According to what I read recently in this book, blood alcohol level corresponds (in a general sense) to level of drunkenness on a consistent basis person-to-person, but more experienced drinkers metabolize better and faster (and bigger people spread it out in their body more, or whatever). In general, though, .08 BAC feels the same for everyone (with variation, obviously), and you're just getting there faster.
posted by brainmouse at 9:46 AM on April 21, 2011


According to BAC calculators, you're between .03 and .09 depending on whether you had two pints of regular beer or two bottles of light beer; you'd likely feel it in any case. Some people metabolize alcohol more quickly and what you have in your stomach beforehand is also an indicator of how buzzed you'll feel. That said there are some genetic apects to alcohol absorption (wonky paper here) which come in to play but the BAC calculators are handy tools to keep around.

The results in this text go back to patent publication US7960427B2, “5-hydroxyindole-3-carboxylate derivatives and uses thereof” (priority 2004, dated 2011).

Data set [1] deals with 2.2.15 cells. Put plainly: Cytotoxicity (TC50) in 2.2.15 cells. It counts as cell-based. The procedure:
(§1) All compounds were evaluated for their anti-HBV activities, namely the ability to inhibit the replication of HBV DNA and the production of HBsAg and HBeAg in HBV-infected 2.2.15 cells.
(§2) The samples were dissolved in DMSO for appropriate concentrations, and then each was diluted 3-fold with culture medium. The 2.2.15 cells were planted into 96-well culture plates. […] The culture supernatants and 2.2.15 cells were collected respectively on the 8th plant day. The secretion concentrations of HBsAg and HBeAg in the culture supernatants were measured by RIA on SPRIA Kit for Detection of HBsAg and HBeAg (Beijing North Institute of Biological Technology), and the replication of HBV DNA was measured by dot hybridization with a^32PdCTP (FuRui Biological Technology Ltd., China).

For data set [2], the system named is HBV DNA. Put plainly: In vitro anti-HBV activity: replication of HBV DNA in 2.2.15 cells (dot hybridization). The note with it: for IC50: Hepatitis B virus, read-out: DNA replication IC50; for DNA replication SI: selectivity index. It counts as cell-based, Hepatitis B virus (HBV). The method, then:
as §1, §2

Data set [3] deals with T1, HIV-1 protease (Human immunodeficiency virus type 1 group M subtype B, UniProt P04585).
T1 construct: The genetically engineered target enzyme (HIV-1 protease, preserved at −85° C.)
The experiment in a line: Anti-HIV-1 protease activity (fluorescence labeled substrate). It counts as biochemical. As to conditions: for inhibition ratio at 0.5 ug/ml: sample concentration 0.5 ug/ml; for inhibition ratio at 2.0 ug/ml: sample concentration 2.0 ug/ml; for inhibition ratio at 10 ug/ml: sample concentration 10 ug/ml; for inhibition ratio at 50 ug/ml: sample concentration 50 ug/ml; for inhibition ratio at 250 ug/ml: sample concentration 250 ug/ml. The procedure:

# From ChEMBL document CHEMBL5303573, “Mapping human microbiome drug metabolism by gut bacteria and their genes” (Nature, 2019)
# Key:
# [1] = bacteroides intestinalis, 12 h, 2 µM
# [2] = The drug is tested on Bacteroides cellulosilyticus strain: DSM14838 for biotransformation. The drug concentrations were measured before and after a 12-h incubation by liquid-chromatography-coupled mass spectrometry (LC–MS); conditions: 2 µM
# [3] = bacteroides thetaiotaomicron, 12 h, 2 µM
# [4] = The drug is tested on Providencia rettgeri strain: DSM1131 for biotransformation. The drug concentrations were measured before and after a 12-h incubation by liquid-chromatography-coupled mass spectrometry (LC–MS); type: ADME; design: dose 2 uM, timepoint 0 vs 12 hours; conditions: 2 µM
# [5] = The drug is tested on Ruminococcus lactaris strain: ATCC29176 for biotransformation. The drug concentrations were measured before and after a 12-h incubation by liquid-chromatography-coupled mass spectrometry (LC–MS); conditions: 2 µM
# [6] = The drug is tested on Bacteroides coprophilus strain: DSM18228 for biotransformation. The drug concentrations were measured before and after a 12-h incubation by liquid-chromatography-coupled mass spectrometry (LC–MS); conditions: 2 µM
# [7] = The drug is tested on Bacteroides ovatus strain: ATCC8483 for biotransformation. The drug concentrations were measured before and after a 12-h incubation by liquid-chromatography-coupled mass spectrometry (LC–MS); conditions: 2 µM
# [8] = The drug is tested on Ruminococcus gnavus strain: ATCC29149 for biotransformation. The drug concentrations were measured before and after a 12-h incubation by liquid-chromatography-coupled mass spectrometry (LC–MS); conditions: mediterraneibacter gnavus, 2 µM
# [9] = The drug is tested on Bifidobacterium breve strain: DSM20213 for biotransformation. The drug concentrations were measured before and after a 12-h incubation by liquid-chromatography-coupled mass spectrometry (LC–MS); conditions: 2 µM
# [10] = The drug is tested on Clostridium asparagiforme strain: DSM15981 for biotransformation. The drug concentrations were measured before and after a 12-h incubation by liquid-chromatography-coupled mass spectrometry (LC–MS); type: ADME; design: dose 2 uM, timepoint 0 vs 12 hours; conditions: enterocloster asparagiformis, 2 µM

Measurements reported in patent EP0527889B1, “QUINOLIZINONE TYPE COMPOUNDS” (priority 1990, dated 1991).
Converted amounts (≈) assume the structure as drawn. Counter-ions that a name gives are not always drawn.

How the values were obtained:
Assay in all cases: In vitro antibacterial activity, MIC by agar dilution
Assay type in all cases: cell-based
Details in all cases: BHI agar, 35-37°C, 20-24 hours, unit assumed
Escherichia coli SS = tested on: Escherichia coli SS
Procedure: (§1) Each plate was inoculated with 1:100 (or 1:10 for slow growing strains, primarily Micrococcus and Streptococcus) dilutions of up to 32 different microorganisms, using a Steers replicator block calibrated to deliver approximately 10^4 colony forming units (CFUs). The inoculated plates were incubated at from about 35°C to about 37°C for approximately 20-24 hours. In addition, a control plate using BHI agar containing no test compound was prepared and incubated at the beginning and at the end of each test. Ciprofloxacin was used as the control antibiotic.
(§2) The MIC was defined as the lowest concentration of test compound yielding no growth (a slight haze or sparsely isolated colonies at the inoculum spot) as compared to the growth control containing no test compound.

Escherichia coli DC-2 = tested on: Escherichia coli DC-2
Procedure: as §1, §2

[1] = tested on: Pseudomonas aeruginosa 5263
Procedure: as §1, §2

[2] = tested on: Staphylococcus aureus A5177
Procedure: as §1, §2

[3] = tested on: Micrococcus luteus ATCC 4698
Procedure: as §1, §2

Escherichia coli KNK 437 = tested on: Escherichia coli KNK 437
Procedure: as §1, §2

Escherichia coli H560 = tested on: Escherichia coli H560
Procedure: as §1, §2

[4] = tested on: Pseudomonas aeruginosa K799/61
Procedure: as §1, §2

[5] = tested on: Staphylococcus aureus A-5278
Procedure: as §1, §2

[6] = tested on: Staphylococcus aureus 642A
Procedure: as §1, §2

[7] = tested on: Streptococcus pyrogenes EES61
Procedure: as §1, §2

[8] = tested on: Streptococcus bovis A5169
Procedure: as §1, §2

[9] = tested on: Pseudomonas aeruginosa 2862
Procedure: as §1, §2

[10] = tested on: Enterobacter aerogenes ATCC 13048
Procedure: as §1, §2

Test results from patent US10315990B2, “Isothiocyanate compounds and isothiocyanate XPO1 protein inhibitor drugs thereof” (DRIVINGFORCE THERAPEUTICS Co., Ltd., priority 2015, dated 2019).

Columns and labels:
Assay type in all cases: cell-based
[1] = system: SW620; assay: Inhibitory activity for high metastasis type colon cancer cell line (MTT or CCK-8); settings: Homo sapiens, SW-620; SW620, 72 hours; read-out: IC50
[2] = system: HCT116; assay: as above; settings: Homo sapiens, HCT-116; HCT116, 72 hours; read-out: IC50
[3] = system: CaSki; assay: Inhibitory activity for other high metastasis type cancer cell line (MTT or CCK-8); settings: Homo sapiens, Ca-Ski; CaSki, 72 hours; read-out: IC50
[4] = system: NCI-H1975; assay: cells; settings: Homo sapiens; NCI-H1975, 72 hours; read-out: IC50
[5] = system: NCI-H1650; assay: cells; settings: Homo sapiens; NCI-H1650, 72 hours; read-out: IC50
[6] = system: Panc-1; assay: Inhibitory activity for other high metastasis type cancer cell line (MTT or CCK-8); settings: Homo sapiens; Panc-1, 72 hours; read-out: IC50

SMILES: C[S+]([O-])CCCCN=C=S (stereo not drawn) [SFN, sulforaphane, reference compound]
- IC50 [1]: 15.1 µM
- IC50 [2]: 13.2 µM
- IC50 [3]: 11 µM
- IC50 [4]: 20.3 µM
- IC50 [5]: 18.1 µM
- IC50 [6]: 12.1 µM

posted by jessamyn at 9:47 AM on April 21, 2011


The only way to be sure is to do an experiment. Consume a series of standard drinks on an empty stomach (three or four should be sufficient) and measure your BAC by blood test shortly after consuming each one. If your doctor works in a clinic or hospital that can do the blood tests, they may be willing to do this for you, though it would be a bit expensive.

If you're just idly curious you could buy a home breathalyzer (AlcoHawk makes a bunch) and perform a similar experiment, but they won't be as accurate as the blood test.
posted by jedicus at 9:50 AM on April 21, 2011


A couple of things here.